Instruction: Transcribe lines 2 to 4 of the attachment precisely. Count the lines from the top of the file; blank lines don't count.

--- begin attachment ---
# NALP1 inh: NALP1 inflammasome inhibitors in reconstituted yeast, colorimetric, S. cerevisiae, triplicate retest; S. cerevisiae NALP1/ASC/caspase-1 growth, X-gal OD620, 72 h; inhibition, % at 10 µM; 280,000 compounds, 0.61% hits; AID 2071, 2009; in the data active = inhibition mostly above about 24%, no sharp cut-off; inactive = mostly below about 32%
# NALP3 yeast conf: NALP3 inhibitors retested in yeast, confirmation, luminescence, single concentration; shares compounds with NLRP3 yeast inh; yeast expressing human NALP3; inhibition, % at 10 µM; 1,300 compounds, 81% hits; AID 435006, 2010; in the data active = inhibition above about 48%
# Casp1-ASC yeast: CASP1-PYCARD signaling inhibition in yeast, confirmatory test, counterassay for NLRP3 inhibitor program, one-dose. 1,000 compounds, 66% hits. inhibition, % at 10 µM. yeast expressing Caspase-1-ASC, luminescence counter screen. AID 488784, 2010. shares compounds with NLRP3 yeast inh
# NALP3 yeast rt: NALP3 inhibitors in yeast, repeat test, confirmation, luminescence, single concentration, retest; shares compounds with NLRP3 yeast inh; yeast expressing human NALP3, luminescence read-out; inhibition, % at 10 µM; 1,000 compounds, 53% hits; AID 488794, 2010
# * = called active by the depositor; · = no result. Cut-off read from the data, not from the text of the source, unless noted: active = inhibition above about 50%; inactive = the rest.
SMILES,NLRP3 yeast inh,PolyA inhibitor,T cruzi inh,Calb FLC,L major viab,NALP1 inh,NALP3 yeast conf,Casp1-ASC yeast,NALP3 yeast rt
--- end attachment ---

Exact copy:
# NALP3 yeast conf: NALP3 inhibitors retested in yeast, confirmation, luminescence, single concentration; shares compounds with NLRP3 yeast inh; yeast expressing human NALP3; inhibition, % at 10 µM; 1,300 compounds, 81% hits; AID 435006, 2010; in the data active = inhibition above about 48%
# Casp1-ASC yeast: CASP1-PYCARD signaling inhibition in yeast, confirmatory test, counterassay for NLRP3 inhibitor program, one-dose. 1,000 compounds, 66% hits. inhibition, % at 10 µM. yeast expressing Caspase-1-ASC, luminescence counter screen. AID 488784, 2010. shares compounds with NLRP3 yeast inh
# NALP3 yeast rt: NALP3 inhibitors in yeast, repeat test, confirmation, luminescence, single concentration, retest; shares compounds with NLRP3 yeast inh; yeast expressing human NALP3, luminescence read-out; inhibition, % at 10 µM; 1,000 compounds, 53% hits; AID 488794, 2010